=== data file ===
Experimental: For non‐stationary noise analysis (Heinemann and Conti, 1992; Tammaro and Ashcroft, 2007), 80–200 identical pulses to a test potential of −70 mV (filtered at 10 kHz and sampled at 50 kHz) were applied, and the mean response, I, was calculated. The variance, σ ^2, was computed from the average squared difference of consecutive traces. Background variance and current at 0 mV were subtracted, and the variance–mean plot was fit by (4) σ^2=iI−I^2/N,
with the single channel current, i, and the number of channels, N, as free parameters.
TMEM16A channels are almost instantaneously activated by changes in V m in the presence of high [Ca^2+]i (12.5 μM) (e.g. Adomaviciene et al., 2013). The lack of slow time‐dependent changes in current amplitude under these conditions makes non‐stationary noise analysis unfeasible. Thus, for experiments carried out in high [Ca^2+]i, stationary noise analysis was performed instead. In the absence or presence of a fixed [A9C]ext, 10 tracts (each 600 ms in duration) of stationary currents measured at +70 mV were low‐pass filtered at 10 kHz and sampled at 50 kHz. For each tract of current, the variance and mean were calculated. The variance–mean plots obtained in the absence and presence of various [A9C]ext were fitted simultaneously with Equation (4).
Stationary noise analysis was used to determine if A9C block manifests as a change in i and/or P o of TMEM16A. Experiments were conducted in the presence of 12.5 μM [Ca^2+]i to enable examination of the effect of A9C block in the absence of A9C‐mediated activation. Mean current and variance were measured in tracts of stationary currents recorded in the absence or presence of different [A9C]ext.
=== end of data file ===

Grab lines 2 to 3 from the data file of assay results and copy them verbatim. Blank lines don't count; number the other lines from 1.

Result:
with the single channel current, i, and the number of channels, N, as free parameters.
TMEM16A channels are almost instantaneously activated by changes in V m in the presence of high [Ca^2+]i (12.5 μM) (e.g. Adomaviciene et al., 2013). The lack of slow time‐dependent changes in current amplitude under these conditions makes non‐stationary noise analysis unfeasible. Thus, for experiments carried out in high [Ca^2+]i, stationary noise analysis was performed instead. In the absence or presence of a fixed [A9C]ext, 10 tracts (each 600 ms in duration) of stationary currents measured at +70 mV were low‐pass filtered at 10 kHz and sampled at 50 kHz. For each tract of current, the variance and mean were calculated. The variance–mean plots obtained in the absence and presence of various [A9C]ext were fitted simultaneously with Equation (4).